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Thursday, 22 October 1931

Mr LATHAM (Kooyong) .- We appear to have listened to a strong defence of parliamentary government. The arguments used by the honorable member for Corio (Mr. Lewis), in relation to the power to prohibit the entry of any article into Australia by proclamation - which is not reviewable in any parliament except on a motion of censure- are two. First, that it is necessary to act promptly; therefore, the power should be exercised by proclamation instead of regulation. But, as both a regulation and ;a proclamation require executive action, a regulation may be made as promptly as a proclamation. ' So there is nothing whatever, in the first argument advanced by the honorable member. His second argument is that resort to proclamation ensures effective parliamentary control, because, if Parliament disagrees with any particular proclamation, a vote of censure, if you please, may be carried, and the Government put out of office. The old story of Bo-Bo burning down the house to roast the pig is obviously applicable. There may be disagreement to two of a list of about 70 items. The proposal of the honorable member for Corio is that a Government should be put out of office because of that dissent on two items out of 70. The idea of the honorable member is susceptible of further extension. Why should not all legislation be conducted in accordance with this purely democratic principle? Why should not the executive simply publish in the Government Gazette such statutes as it thinks ought to form part of the law of the land, and leave it to Parliament to consider the detail's of that legislation during the discussion of a series of motions of censure of the Government? That is applying precisely the same procedure to legislation. If the idea is sound, and there is complete parliamentary control in accordance with the principles of representative and responsible government in the case of a proclamation prohibiting importation, there would be equally full parliamentary control if all legislation were conducted by that method. Accordingly, it would be necessary for Parliament to meet only very occasionally for the purpose of considering want of confidence motions.

The arguments of the honorable member do not support the conclusion which he draws, and it is remarkable that support should be given by honorable members in any .section of the chamber to the procedure adopted by this Government. Tho difference between the procedure adopted by this and other governments, is that this power to prohibit by proclamation, which has in the past been regarded as an emergency power, and justified by reference to considerations of health and disease, has been used by this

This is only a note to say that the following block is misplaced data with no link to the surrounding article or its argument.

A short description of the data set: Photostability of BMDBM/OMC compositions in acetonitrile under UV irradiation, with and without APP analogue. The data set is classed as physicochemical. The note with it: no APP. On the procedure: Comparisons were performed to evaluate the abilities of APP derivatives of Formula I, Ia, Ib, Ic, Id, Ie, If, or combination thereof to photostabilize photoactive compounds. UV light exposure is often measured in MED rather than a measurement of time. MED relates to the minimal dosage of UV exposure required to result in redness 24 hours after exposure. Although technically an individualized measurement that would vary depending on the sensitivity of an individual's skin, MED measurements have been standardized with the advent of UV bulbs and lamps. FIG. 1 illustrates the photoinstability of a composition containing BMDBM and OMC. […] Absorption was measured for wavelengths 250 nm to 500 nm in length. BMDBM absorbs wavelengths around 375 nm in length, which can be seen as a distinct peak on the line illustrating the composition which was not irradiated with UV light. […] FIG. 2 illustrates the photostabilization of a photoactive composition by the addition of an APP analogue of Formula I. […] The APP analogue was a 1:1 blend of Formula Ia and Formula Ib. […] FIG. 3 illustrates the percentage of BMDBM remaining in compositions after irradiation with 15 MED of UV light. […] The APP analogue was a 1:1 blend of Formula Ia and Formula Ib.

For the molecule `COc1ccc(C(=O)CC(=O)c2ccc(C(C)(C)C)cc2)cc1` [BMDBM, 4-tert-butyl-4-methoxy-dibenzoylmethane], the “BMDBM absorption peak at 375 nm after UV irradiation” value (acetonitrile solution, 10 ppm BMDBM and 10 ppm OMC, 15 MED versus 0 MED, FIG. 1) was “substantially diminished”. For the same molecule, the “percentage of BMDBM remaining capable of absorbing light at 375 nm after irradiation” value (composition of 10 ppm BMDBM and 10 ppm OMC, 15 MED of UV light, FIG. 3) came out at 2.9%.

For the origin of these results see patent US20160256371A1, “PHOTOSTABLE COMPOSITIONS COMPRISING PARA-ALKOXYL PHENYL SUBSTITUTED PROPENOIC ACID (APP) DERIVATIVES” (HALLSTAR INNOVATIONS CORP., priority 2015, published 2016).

Government in order to bring about most drastic changes in our whole fiscal system. If the government of the day wants to impose a duty of one-fifth of one per cent, upon any article coming into the country, it has to obtain the consent of both Houses of the legislature. But this Government has completely prohibited the entry of articles into Australia without reference to Parliament. I say that this power has been abused by the Government.

Mr Scullin - That is what the honorable gentleman declares, but it is not correct. The honorable gentleman is too dogmatic.

Mr LATHAM - I am as much entitled to my opinion as is the right honorable gentleman to his. He holds his opinions just as dogmatically as I do mine, but has no more right to be dogmatic than I have. This is obviously a matter of opinion. I consider these prohibitions very important. It may be that the Prime Minister takes a very different view, to which he is entitled. ' I hold that there ought to be an opportunity for Parliament to discuss each prohibition in detail. This Parliament has the right to discuss every proposal for a duty, however small it may be; but in the case of absolute prohibitions it has had no opportunity to discuss them.

Mr Scullin - That, again, is not correct. Parliament has had an opportunity to discuss these prohibitions.

Mr LATHAM - I shall be very precise, and say that this Parliament has had no opportunity to express an opinion upon them in such a way as to bring about an alteration in any one of them. I am referring to effective discussions, which would enable a majority of the chamber to bring about a change in relation to a particular item. The only action that can now be taken is that referred to by the honorable member for Corio (Mr. Lewis), to move a vote of want of confidence in the Government.

Mr Lewis - The honorable member was not even conversant with the amendment of the honorable member for Swan (Mr. Gregory) until it was explained to him this afternoon.

Mr LATHAM - As a matter of fact I discussed the amendment with the honorable member for Swan last night. I assisted him to draft it, and again discussed it with him to-day. The honorable member for Corio was not aware whether I knew of the proposal or not, but, thinking that he could score in debate, he made a completely reckless and irresponsible statement, not caring whether it was true or not.

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